Computer system 350 may also include a communication interface 374. The communication interface 374 allows software and data to be transferred between computer system 350 and external devices, networks or information sources. Examples of some types of components that might comprise communication interface 374 include a modem, a network interface (such as an Ethernet card), a communications port, a PCMCIA slot and card, and an infrared interface, to name a few. Communication interface 374 preferably implements industry promulgated protocol standards, such as Ethernet IEEE 802 standards, Fibre Channel, digital subscriber line (DSL), asymmetric digital subscriber line (ASDL), frame relay, asynchronous transfer mode (ATM), integrated digital services network (ISDN), personal communications services (PCS), transmission control protocol/internet protocol (TCP/IP), serial line Internet protocol/point to point protocol (SLIP/PPP), and so on, but may also implement non-standard interface protocols as well. Software and data transferred via communication interface 374 are generally in the form of signals 378 which may be electronic, electromagnetic, optical or other signals capable of being received by communication interface 374. These signals 378 are provided to communication interface 374 via a channel 376. This channel 376 carries signals 378 and can be implemented using wire or cable, fiber optics, a phone line, a cellular phone link, a radio frequency (RF) link, or other communications channels.

Computer programming instructions (i.e., computer programs or software) are stored in the main memory 356 and/or the secondary memory 358. Computer programs can also be received via communication interface 374. Such computer programs, when executed, enable the computer system 350 to perform the features relating to the present invention as discussed herein.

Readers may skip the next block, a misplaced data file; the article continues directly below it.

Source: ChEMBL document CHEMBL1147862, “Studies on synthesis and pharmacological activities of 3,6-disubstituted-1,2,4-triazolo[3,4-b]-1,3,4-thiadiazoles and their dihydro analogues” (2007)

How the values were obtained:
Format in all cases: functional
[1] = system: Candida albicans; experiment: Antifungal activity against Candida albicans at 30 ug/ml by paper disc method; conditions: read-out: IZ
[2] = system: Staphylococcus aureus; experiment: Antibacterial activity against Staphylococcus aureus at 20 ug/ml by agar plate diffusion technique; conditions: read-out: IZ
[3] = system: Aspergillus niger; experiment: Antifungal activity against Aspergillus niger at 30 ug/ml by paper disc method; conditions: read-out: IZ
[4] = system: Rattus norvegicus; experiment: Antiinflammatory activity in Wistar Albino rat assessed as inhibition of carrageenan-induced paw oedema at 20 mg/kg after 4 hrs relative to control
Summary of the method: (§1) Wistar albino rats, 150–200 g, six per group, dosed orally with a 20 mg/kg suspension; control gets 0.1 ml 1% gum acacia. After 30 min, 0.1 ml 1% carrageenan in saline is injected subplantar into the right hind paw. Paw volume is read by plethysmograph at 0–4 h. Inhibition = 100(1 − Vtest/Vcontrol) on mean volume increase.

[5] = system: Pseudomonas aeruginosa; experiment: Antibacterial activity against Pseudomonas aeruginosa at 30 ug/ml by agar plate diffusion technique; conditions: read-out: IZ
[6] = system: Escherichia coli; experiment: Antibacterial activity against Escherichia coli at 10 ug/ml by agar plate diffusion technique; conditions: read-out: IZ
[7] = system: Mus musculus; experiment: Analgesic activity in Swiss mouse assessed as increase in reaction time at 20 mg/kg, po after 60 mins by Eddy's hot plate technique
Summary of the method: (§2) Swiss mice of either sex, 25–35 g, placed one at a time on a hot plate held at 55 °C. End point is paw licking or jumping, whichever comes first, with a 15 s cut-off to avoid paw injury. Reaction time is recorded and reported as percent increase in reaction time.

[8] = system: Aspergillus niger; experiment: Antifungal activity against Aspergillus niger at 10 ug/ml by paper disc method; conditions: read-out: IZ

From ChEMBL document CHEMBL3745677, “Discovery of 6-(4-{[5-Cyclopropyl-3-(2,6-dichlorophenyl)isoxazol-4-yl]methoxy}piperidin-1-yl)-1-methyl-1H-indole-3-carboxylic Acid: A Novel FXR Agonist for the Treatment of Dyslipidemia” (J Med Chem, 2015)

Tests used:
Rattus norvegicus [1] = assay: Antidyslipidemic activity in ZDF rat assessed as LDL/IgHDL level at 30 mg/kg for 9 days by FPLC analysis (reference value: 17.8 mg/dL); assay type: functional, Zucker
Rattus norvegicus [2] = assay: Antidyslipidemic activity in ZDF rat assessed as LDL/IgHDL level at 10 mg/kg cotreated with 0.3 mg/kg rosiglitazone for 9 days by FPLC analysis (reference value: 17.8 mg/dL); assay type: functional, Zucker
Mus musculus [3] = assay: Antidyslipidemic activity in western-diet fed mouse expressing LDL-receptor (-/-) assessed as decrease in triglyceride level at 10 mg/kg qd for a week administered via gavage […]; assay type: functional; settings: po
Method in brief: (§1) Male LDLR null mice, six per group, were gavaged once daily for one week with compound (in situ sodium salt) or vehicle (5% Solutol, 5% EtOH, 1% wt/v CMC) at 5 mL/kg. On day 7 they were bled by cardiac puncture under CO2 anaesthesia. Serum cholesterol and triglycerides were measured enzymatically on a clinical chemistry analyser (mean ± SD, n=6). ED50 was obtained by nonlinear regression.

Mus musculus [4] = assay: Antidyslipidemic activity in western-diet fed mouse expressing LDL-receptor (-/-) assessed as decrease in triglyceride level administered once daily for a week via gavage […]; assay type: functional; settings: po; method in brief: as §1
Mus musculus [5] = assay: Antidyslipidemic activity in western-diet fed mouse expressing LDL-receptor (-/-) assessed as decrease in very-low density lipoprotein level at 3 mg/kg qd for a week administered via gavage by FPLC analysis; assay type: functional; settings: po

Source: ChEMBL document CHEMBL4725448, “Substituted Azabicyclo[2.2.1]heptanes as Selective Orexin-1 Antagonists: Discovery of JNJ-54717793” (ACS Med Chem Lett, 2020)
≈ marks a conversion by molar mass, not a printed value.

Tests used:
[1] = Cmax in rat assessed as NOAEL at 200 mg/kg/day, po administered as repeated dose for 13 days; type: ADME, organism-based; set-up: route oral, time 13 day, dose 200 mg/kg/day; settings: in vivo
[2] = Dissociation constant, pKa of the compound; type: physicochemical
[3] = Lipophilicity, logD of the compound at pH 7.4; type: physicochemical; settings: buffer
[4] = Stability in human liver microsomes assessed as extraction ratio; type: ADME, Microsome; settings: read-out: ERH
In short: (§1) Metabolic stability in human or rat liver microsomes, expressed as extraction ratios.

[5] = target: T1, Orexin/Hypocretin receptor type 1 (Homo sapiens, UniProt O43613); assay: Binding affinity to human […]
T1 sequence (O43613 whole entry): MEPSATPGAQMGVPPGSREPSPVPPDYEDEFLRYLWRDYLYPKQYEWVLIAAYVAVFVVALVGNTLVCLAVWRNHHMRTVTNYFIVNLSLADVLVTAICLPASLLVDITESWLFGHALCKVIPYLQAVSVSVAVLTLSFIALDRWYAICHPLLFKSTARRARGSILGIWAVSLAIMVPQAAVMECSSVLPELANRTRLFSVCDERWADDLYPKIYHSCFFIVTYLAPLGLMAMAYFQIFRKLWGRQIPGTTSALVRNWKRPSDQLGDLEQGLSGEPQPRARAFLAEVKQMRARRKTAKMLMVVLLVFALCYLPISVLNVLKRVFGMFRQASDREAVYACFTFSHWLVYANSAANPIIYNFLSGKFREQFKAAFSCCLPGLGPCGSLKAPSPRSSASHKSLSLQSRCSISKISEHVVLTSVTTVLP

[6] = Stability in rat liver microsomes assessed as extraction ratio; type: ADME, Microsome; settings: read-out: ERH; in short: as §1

In this document, the term “computer program product” is used to refer to any media used to provide programming instructions to the computer system 350. Examples of these media include removable storage units 364 and 372, a hard disk installed in hard disk drive 360, and signals 378. These computer program products are means for providing programming instructions to the computer system 350.

In an embodiment that is implemented using software, the software may be stored in a computer program product and loaded into computer system 350 using hard drive 360, removable storage drive 362, interface 370 or communication interface 374. The software, when executed by the processor 352, may cause the processor 352 to perform the features and functions previously described herein.

Various embodiments may also be implemented primarily in hardware using, for example, components such as application specific integrated circuits (“ASICs”), or field programmable gate arrays (“FPGAs”). Implementation of a hardware state machine capable of performing the functions described herein will be apparent those skilled in the relevant art. Various embodiments may also be implemented using a combination of both hardware and software.

While the particular method for conditionally updating or inserting a row into a table herein shown and described in detail is fully capable of attaining the above described objects of this invention, it is to be understood that the description and drawings represent the presently preferred embodiment of the invention and are, as such, a representative of the subject matter which is broadly contemplated by the present invention. It is further understood that the scope of the present invention fully encompasses other embodiments that may become obvious to those skilled in the art, and that the scope of the present invention is accordingly limited by nothing other than the appended claims.

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Classifications
U.S. Classification1/1, 707/E17.005, 707/999.1, 707/999.202, 707/999.103, 707/999.003
International ClassificationG06F17/30
Cooperative ClassificationY10S707/99944, Y10S707/99953, Y10S707/99933, G06F17/30592
European ClassificationG06F17/30S8M